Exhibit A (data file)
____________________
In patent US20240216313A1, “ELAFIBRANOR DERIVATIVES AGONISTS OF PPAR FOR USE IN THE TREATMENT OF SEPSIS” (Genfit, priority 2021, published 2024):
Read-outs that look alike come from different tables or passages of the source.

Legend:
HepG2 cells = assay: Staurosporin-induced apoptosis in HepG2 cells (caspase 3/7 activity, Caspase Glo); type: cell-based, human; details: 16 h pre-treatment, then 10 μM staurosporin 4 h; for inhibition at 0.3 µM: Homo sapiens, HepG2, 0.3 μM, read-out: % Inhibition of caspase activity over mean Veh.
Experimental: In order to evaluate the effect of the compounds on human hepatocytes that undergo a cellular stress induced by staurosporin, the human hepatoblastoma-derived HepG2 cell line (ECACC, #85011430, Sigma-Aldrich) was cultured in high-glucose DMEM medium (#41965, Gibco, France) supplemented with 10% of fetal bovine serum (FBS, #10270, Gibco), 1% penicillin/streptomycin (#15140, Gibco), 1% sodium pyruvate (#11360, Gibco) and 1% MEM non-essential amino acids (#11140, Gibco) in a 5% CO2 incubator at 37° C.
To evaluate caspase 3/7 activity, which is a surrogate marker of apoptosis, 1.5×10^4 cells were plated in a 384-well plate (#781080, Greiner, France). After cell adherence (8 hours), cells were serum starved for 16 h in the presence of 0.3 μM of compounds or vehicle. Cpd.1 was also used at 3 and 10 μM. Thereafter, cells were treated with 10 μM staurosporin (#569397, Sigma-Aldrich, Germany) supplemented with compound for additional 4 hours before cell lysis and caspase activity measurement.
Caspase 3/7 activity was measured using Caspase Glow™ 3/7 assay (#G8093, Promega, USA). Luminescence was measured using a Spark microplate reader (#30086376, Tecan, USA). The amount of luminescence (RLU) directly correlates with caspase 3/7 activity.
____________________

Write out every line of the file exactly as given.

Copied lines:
In patent US20240216313A1, “ELAFIBRANOR DERIVATIVES AGONISTS OF PPAR FOR USE IN THE TREATMENT OF SEPSIS” (Genfit, priority 2021, published 2024):
Read-outs that look alike come from different tables or passages of the source.

Legend:
HepG2 cells = assay: Staurosporin-induced apoptosis in HepG2 cells (caspase 3/7 activity, Caspase Glo); type: cell-based, human; details: 16 h pre-treatment, then 10 μM staurosporin 4 h; for inhibition at 0.3 µM: Homo sapiens, HepG2, 0.3 μM, read-out: % Inhibition of caspase activity over mean Veh.
Experimental: In order to evaluate the effect of the compounds on human hepatocytes that undergo a cellular stress induced by staurosporin, the human hepatoblastoma-derived HepG2 cell line (ECACC, #85011430, Sigma-Aldrich) was cultured in high-glucose DMEM medium (#41965, Gibco, France) supplemented with 10% of fetal bovine serum (FBS, #10270, Gibco), 1% penicillin/streptomycin (#15140, Gibco), 1% sodium pyruvate (#11360, Gibco) and 1% MEM non-essential amino acids (#11140, Gibco) in a 5% CO2 incubator at 37° C.
To evaluate caspase 3/7 activity, which is a surrogate marker of apoptosis, 1.5×10^4 cells were plated in a 384-well plate (#781080, Greiner, France). After cell adherence (8 hours), cells were serum starved for 16 h in the presence of 0.3 μM of compounds or vehicle. Cpd.1 was also used at 3 and 10 μM. Thereafter, cells were treated with 10 μM staurosporin (#569397, Sigma-Aldrich, Germany) supplemented with compound for additional 4 hours before cell lysis and caspase activity measurement.
Caspase 3/7 activity was measured using Caspase Glow™ 3/7 assay (#G8093, Promega, USA). Luminescence was measured using a Spark microplate reader (#30086376, Tecan, USA). The amount of luminescence (RLU) directly correlates with caspase 3/7 activity.